The U.N. Security Council's decision to establish an international tribunal to prosecute suspects in the assassination of former Lebanese Prime Minister Rafik Hariri is a blow to the government of Syria and might spark a new outbreak of violence in Lebanon. Middle East analysts say the government in Damascus is concerned that high-level Syrian officials could be charged in connection with Mr. Hariri's assassination. VOA correspondent Meredith Buel has details in this background report from Washington.
A massive suicide truck bomb in Beirut killed Mr. Hariri and 22 others in February 2005.
The assassination sparked huge demonstrations against Syria, which was widely seen as culpable.
Damascus denied involvement, but was forced to withdraw its troops from Lebanon, ending its nearly 30-year military domination of its smaller neighbor.
The Security Council's decision to create the criminal tribunal breaks a deadlock among Lebanon's feuding political factions over how to prosecute suspects in Mr. Hariri's murder.
The U.S. ambassador to the United Nations, Zalmay Khalilzad, acknowledged the council's action could trigger violence, but said the vote demonstrates the principle that political assassination is not acceptable anywhere.
"Those who killed Rafik Hariri and so many others will be brought to justice and held responsible for their crimes," he said. "The tribunal will also serve to deter future political assassinations."
The government in Damascus says it will not cooperate with the new tribunal, and pro-Syrian politicians in Lebanon criticized the Security Council's decision.
Lebanon's pro-Syrian president, Emile Lahoud, has warned creation of the court could lead to more bloodshed.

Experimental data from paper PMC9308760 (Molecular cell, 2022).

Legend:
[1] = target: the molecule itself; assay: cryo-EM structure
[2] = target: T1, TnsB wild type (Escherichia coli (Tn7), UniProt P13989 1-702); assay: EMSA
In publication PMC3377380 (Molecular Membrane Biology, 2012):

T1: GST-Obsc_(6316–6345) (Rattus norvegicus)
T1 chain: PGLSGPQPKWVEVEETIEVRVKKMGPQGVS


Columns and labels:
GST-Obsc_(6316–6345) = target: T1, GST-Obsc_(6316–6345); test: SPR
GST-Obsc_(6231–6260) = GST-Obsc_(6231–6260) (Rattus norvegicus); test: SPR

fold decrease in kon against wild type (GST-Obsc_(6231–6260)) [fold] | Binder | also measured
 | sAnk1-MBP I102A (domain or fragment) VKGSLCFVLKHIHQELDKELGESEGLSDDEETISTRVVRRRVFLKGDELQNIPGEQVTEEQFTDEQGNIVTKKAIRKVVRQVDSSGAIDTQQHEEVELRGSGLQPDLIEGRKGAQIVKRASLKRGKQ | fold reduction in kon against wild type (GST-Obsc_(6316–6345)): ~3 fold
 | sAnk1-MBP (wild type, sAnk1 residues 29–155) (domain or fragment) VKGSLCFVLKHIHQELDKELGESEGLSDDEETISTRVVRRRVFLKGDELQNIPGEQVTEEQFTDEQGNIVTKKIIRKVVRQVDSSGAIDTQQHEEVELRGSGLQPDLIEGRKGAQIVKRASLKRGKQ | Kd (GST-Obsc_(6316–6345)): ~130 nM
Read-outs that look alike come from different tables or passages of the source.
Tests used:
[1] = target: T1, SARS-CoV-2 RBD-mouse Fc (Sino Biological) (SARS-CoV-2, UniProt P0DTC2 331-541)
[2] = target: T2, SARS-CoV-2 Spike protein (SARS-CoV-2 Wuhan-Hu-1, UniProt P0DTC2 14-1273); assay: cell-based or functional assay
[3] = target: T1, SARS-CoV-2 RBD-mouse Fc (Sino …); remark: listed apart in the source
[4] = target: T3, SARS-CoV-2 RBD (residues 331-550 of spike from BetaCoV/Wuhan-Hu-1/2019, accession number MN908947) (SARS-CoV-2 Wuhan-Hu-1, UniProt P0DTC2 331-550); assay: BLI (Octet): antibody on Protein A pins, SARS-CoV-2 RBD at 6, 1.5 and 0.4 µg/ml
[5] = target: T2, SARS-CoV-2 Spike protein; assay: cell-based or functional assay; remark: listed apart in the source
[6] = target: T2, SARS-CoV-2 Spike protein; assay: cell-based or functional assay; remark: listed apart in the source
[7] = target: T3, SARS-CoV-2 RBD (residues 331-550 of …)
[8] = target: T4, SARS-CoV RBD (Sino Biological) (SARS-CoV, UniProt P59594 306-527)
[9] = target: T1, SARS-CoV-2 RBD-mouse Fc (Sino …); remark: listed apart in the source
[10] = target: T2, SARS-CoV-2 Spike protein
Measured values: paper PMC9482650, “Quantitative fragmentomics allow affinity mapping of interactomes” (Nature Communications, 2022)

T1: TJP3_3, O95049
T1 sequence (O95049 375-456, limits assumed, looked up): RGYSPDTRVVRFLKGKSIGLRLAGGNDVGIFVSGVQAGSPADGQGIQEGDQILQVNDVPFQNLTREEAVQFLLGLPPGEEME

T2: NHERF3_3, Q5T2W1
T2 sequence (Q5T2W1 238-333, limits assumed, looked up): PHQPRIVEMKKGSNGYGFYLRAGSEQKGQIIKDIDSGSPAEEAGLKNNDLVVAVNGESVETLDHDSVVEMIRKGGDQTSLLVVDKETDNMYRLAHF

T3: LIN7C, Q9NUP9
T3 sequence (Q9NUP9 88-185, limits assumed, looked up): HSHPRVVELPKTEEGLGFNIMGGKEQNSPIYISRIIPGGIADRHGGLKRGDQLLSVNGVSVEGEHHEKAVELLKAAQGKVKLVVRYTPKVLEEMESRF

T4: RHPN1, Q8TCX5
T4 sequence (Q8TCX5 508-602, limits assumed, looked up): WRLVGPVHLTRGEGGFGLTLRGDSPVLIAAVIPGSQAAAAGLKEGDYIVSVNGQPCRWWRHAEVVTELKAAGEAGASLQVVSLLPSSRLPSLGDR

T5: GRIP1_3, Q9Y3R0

Syria's U.N. Ambassador, Bashar Ja'afari, says there will be consequences.
"Those who were behind such a draft resolution will assume the consequences," he noted. "But definitely this is something that goes against the interest of the Lebanese people and Lebanon as a whole."
The pro-western government of Lebanese Prime Minister Fuad Siniora asked the Security Council to create the court after the country's pro-Syrian parliamentary speaker, Nabih Berri, refused to convene the legislature to approve the tribunal.
Middle East analyst and author Barry Rubin has just published a book on Syria.
Rubin says the tribunal is a major threat to Syrian President Bashar al-Assad.
"Of course the tribunal on the investigation of their involvement in murder and terrorism in Lebanon is absolutely critical and to stop the tribunal is a very high level goal," he said. "I mean after all we should remember that among the people considered involved are the two closest people to Bashar, his brother and his brother-in-law. This is very dangerous for the regime."
A preliminary U.N. investigation implicated Syrian intelligence officials and their Lebanese allies in the plot to kill Mr. Hariri.
Theodore Kattouf, a former U.S. ambassador to Syria, says the international tribunal is an existential issue for the Damascus government.
"If the choice President Bashar has to make is international sanctions on Syria or handing over his brother and his brother-in-law, you know that is a choice he never, ever, ever wants to make," he noted. "So he is going to do everything that he can think of to try to stymie that."
In addition to Mr. Hariri's murder, the new tribunal will have jurisdiction over other cases, including more than a dozen political attacks against anti-Syrian journalists, scholars and politicians.
Analyst Barry Rubin says the court puts major pressure on both Syria and its allies, such as Hezbollah, in the Lebanese government.
"Syria has made a very high priority to kill the tribunal," he added. "Remember that Hezbollah walked out of the Lebanese cabinet, not over the poverty of Shi'ite Muslims in Lebanon, but over the government's intention to go ahead with the tribunal. This is a tremendous card, the most powerful card and the question is how it should be played."
Analysts say as the U.N. tribunal begins its work, bombings and other violence will likely increase in Lebanon.
Former U.S. Ambassador to Syria Theodore Kattouf says he is concerned that Lebanese citizens will suffer.
"What I fear is that once again the Lebanese people are going to get the bill," he said. "We are seeing it already and I think it may get far worse."
The Security Council resolution gives Lebanon's political factions until June 10 to settle their differences and establish their own court. If they fail, the U.N. tribunal will be created.
The resolution was adopted under Chapter Seven of the U.N. Charter, which authorizes the use of military force to support it.